10 Best Algae Eaters for Freshwater Aquariums
You need help to control algae growth in your aquarium. This top 10 list includes animals that can not only be safe for your aquatic plants, but also work well together to increase their effectiveness.
At Aquarium Co-Op, we’ve sold thousands of live plants, and one of our main concerns is keeping the plants as free of algae as possible. For our holding tanks, we use the most efficient algae eaters from the aquarium hobby. One of the most important lessons we have learned is that each algae eater has its own mouth and body that is best for eating certain types of algae. We mix different types of algae eaters into our aquariums to eat the various kinds of algae. If you have a large tank, only use a few of the algae eaters from this list. Adjust your tank lighting and plant nutrients and then wait for a month to see if they have an impact on the algae. If you need additional help, consider getting more clean-up critters from this list.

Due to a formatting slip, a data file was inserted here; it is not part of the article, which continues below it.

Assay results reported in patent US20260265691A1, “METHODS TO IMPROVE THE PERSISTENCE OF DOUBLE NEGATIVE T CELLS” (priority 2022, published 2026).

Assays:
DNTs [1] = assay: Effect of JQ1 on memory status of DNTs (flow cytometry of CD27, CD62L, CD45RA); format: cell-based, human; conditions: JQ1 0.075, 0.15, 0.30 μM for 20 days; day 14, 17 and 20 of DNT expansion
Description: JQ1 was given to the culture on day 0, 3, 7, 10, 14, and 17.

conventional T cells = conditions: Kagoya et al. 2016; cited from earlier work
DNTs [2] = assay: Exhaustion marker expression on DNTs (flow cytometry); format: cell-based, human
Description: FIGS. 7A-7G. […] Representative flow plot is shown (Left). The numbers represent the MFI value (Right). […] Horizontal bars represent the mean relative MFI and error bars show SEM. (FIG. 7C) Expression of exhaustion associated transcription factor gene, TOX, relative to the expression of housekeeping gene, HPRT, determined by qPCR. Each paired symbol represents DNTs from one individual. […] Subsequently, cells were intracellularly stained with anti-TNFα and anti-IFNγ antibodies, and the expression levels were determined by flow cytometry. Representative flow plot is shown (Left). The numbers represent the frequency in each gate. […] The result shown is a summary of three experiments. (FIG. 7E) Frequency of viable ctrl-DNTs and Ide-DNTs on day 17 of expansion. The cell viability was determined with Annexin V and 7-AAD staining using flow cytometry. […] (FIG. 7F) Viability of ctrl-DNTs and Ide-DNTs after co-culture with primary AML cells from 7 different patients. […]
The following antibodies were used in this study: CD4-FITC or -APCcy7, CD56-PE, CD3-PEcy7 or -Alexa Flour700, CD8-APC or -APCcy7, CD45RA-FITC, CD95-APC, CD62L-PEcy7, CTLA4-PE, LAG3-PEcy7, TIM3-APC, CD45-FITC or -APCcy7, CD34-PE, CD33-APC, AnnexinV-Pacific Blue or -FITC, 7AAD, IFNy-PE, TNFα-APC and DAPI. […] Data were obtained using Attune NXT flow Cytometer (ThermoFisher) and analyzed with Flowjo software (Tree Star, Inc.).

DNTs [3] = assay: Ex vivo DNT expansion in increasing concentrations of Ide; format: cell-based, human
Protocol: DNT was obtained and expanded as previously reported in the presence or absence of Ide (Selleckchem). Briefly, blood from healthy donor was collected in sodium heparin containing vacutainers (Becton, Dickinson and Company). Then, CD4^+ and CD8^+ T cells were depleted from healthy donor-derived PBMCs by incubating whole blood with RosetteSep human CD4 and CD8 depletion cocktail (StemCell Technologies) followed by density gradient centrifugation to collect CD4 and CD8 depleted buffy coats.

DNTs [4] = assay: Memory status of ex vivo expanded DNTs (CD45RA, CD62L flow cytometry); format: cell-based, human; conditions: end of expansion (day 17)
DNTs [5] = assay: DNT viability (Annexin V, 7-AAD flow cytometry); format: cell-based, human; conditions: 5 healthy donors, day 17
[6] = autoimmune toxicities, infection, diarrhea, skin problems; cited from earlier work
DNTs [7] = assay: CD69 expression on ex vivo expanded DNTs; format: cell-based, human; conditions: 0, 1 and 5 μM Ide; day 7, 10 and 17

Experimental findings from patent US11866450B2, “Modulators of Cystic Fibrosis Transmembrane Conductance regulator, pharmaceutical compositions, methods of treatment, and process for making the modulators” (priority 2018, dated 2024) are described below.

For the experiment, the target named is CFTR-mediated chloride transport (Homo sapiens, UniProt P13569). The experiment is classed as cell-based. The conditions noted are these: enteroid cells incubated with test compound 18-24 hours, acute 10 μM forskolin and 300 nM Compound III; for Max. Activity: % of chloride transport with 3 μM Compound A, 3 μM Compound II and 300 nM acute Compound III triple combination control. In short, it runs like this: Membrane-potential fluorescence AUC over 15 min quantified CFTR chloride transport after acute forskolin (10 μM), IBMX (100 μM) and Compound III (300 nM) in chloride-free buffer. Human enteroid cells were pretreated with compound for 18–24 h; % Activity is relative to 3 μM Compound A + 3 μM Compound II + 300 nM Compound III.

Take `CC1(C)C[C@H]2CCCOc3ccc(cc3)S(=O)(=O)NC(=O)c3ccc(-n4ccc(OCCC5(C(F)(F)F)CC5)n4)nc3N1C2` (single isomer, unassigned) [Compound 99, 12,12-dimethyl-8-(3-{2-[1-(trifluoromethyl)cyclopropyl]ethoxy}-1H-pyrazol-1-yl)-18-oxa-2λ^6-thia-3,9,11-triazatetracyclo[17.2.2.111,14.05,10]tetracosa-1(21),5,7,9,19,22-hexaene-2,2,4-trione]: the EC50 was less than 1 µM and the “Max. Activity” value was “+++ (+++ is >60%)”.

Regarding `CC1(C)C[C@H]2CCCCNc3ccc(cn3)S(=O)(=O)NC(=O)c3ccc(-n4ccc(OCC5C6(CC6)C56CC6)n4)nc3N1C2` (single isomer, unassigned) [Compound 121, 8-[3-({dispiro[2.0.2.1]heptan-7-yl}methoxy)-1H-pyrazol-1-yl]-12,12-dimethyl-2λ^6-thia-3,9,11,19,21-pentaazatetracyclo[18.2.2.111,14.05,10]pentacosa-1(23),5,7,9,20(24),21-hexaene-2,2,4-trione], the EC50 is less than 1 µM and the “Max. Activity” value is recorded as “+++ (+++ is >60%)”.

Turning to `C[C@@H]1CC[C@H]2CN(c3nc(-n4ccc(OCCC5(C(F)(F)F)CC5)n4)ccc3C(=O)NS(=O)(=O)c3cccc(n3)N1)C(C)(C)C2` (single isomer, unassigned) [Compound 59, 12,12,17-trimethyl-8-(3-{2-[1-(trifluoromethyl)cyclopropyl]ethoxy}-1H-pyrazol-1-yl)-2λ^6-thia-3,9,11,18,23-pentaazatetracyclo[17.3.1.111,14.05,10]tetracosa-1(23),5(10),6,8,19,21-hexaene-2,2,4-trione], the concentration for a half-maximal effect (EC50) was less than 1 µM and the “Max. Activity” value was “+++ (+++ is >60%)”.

1. Reticulated Hillstream Loach
This oddball fish is one of the coolest-looking algae eaters you will ever see. The fish can grow to 3 inches (7.6cm), and it looks almost like a miniature stingray. It is covered in intricate black stripes and golden brown dots. Using their strong gripping abilities, they can easily clean large, flat surfaces like vertical aquarium walls, rocks, and broad plant leaves. Think of them like your personal window washers for diatoms and other flat kinds of algae.
Sometimes they can be territorial towards their own species, so you should only get one or three loaches per group. Keep them in cooler waters with a stable pH, feed them high-quality sinking foods like Repashy gel food, and you may be lucky enough to see some baby loaches pop up in your aquarium.
There are many species for hillstream and brook loaches like Sewellia lineolata and Beaufortia kweichowensis.
2. Amano Shrimp